The Justice Department has maintained there was nothing improper about Sessions’ contacts or his answers to Congress, while the continuing allegations of Russian interference in American politics spurred Democratic calls for Sessions not only to recuse himself but to resign.
Sessions has faced increasing demands that he resolve the seeming contradiction between his two conversations in the summer and fall with Moscow’s US envoy, Sergey Kislyak, and his sworn statements to Congress in January, when he said he had not had communications with Russians during the campaign.
Calling for Sessions to resign, House Minority Leader Nancy Pelosi accused him of “lying under oath.” Senate Democratic leader Chuck Schumer said a special prosecutor should be appointed to examine whether the federal investigation into the Kremlin’s meddling in the US election — and into possible contacts between Trump associates and Russians — had been compromised by Sessions. Democrats also sought a criminal perjury investigation.
“If there was nothing wrong, why don’t you just tell the truth?” Schumer said. Sessions’ testimony “was definitely extremely misleading to say the least.”
And more than a half-dozen Republican lawmakers, including some who consider themselves personally close to Sessions, urged him to recuse himself from the Justice Department probe. They include Sen. Tom Cole of Oklahoma, who said that though he found it impossible to believe that Sessions could have colluded with Russia, “If there is an investigation, he probably shouldn’t be the person leading it.”
The news comes on the heels of what had been the high point of Trump’s young presidency: a well-received address to Congress Tuesday night that energized Republicans and appeared to wipe away some lawmakers’ concerns about the administration’s tumultuous start.
Trump has been trailed for months by questions about potential ties to Russia. He’s vigorously denied being aware of any contacts his associates had with Russia during the campaign and has also insisted he has no financial ties to Russia.
The Justice Department acknowledged two separate Sessions interactions with Kislyak, both after cybersecurity firms had concluded that Russian intelligence agencies were behind cyber-hacking of the Democratic National Committee.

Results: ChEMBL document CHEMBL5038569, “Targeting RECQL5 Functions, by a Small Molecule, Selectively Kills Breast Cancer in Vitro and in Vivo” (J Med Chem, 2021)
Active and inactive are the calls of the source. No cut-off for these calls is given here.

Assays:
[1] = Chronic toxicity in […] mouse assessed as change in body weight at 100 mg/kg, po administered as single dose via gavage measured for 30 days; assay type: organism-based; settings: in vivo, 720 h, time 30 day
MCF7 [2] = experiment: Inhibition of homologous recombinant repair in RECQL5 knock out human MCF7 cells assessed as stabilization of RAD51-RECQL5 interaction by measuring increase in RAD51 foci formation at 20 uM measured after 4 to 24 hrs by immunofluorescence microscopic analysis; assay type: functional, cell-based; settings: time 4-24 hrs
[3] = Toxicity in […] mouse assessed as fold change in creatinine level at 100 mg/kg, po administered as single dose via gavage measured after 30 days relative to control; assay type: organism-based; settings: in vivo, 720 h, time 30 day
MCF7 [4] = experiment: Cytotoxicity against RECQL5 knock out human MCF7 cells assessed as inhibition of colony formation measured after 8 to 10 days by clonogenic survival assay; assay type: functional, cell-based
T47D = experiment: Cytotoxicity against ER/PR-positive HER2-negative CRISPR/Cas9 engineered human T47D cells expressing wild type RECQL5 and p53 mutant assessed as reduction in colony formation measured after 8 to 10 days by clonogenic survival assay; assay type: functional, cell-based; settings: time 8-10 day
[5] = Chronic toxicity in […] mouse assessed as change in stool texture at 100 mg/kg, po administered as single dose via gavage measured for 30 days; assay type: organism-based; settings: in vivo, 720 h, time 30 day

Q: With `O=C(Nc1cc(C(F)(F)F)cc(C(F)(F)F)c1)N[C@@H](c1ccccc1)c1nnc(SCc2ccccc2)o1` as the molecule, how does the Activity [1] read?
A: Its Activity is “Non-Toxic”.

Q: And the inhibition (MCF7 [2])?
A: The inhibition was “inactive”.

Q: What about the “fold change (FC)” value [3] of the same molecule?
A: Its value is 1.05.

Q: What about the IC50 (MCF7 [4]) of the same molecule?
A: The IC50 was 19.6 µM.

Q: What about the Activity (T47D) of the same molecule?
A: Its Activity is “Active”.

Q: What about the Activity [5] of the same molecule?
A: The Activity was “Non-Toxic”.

The first occurred after a Heritage Foundation event during the Republican National Convention in July, when the department says a group of envoys — including the Russian ambassador — approached Sessions. The second was a September conversation, which the department likened to the more than 25 conversations Sessions had with foreign ambassadors last year as a senior member of the Senate Armed Services Committee.
While there is nothing necessarily nefarious or even unusual about a member of Congress meeting with a foreign ambassador, typically members of the Senate Foreign Relations Committee meet with foreign ambassadors, not Armed Services Committee lawmakers, whose responsibility is oversight of the military and the Pentagon. Congressional contact with Russian officials was limited after the invasion of Crimea and due to Moscow’s close relationship with Syria, a pariah for much of the West.
But Sessions, an early supporter of Trump’s candidacy and a policy adviser during the campaign, did not disclose those discussions at his Senate confirmation hearing in January when asked what he would do if “anyone affiliated” with the campaign had been in contact with officials of the Russian government.
Sessions replied that he had not had communications with the Russians, and answered “no” in a separate written questionnaire when asked about contacts regarding the election.
White House spokeswoman Sarah Huckabee Sanders called the disclosure of the talks with Kislyak “the latest attack against the Trump administration by partisan Democrats.”
Dmitry Peskov, the spokesman for Russian President Vladimir Putin, said it was normal for Russian diplomats to meet with US lawmakers. A spokeswoman for the Russian Foreign Ministry, Maria Zakharova, told AP that meetings with American political figures were part of the embassy’s “everyday business.”
Revelations of the contacts, first reported by The Washington Post, came amid a disclosure by three administration officials that White House lawyers have instructed aides to Trump to preserve materials that could be connected to Russian meddling in the American political process.
The officials who confirmed that staffers were instructed to comply with preservation-of-materials directions did so on condition of anonymity because they were not authorized to publicly disclose the memo from White House counsel Don McGahn.
At the confirmation hearing in January, Sen. Al Franken, D-Minn., asked Sessions about allegations of contact between Russia and Trump aides during the 2016 election.
Sessions said, “I have been called a surrogate at a time or two in that campaign and I didn’t have, did not have communications with the Russians, and I’m unable to comment on it.”